July 2016 Posts

Graduation Day

Arne Vainio - Saturday EssayWe were at the graduation ceremony for the Harbor City International School in Duluth, and the commencement address was by Gaelynn Lea Tressler. She is the winner of the 2016 National Public Radio Tiny Desk Concert series and she knows about and exemplifies overcoming hardships and truly appreciating the things we take for granted. She is beautiful and eloquent and she speaks from a position only she can speak from. She sings and she plays her violin from somewhere deep in her soul.

She talked to the graduating high school seniors and she talked to our son and she reminded them to always enrich their own lives and to enrich the lives of others. She talked to them of pursuing their dreams and never giving up. She played her violin and she sang to them and the crowd was speechless and the auditorium was silent as her last notes were fading. Below is an excerpt from her NPR Tiny Desk concert performance. Please don’t pass it up; it’s five minutes and six seconds you will never regret. You have time to watch this:

Glensheen & the Congdon Legacy

Glensheen WDSEIn this one-hour documentary, WDSE-TV takes an in-depth look at the history of Glensheen, Minnesota’s most-visited house museum, and the legacy left by the Congdon family.

Selective Focus: Tim White

This week in Selective Focus, we feature Tim White, who curated the previous iteration of Selective Focus – photo submissions based on a weekly theme. Tim is a photographer, writer, and proponent of the arts, and has worked on several collaborative projects in his short time in Duluth.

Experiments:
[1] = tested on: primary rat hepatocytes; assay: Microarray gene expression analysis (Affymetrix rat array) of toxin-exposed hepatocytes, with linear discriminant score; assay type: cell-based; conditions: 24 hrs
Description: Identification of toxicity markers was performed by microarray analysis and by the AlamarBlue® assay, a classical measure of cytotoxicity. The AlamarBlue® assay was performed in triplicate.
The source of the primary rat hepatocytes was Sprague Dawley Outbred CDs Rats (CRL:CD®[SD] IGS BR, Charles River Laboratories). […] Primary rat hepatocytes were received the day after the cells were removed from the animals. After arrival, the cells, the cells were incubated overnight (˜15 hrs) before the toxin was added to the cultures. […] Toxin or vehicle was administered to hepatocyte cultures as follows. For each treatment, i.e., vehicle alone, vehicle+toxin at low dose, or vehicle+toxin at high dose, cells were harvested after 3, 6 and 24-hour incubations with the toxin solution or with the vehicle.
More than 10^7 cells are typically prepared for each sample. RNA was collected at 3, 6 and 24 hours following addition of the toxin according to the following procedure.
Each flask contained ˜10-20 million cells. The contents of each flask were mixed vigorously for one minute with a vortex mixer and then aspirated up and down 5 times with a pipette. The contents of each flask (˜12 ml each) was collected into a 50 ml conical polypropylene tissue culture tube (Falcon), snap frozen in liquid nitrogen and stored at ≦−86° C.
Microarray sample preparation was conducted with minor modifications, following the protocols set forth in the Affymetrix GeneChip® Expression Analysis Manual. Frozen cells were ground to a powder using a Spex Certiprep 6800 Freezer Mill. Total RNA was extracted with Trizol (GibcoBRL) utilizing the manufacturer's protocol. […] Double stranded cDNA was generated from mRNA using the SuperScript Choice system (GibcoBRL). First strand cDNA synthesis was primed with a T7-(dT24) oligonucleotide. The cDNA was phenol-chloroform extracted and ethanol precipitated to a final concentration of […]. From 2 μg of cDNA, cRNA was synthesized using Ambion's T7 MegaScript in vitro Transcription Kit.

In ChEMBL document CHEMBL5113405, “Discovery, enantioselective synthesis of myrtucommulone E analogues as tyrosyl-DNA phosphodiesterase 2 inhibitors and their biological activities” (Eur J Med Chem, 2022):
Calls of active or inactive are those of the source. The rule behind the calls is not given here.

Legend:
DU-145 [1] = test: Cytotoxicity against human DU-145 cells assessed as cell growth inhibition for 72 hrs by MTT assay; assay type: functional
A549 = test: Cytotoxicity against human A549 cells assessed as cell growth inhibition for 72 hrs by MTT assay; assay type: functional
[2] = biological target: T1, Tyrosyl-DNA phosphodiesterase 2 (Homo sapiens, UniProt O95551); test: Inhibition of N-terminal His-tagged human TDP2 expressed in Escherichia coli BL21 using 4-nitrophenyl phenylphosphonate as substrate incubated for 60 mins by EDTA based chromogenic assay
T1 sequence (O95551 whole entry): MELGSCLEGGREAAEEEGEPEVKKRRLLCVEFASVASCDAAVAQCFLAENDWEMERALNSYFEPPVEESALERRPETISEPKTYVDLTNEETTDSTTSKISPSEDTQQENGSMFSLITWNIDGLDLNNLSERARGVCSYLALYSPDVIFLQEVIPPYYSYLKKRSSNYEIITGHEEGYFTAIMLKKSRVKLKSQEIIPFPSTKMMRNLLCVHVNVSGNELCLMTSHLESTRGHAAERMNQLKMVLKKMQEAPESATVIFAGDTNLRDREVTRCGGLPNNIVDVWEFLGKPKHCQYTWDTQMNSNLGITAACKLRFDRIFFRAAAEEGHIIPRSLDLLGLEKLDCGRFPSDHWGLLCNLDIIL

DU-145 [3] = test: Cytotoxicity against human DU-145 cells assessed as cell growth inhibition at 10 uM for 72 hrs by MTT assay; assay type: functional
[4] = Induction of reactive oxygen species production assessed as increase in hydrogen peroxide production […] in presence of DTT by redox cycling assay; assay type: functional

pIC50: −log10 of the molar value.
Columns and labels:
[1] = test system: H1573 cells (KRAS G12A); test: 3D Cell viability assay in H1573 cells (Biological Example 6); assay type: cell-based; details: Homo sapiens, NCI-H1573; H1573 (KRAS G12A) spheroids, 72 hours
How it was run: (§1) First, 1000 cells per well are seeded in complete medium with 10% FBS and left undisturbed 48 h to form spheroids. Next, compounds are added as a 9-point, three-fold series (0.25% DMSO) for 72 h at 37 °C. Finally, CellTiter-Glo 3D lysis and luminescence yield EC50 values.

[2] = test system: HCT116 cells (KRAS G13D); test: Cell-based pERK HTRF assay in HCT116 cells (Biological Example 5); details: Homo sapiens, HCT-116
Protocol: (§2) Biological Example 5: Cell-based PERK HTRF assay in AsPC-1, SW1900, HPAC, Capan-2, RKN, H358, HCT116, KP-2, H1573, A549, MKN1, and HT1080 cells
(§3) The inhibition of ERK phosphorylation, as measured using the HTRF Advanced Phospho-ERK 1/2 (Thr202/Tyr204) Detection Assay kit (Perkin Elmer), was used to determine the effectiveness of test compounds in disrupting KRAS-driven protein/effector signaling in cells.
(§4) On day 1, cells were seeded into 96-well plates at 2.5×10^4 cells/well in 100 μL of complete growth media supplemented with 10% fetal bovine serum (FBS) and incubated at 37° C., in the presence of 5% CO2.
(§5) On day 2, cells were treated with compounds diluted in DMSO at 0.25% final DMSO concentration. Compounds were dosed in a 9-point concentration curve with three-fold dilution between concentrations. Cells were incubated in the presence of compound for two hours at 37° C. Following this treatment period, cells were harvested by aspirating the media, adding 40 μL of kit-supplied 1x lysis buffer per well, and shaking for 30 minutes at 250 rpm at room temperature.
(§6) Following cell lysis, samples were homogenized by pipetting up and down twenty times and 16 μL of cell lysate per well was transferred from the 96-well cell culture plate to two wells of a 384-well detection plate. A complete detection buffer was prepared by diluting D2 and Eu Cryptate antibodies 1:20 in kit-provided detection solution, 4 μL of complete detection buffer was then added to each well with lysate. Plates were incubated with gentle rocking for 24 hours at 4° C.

TW: I’ve been making photographs for about the past seven years, having lost my previous practice as a painter to solvent exposure. There were a few dormant years during this time that followed a series of personal crises, and I recently returned to photography after moving to Duluth almost two years ago. I appreciate filmic images (both moving and still), but work mostly — due to the chemistry — with digital capture, then mediate these until they better reflect what I felt when taking the initial shot. I don’t believe in pursuing a personal “style,” though I’m glad when viewers note a poetic quality to my pictures. I admire poetry’s ability to employ elements with conventional meanings (words) toward more ephemeral ends, and hope in a similar way that my work isn’t limited by the literality of the objects I depict.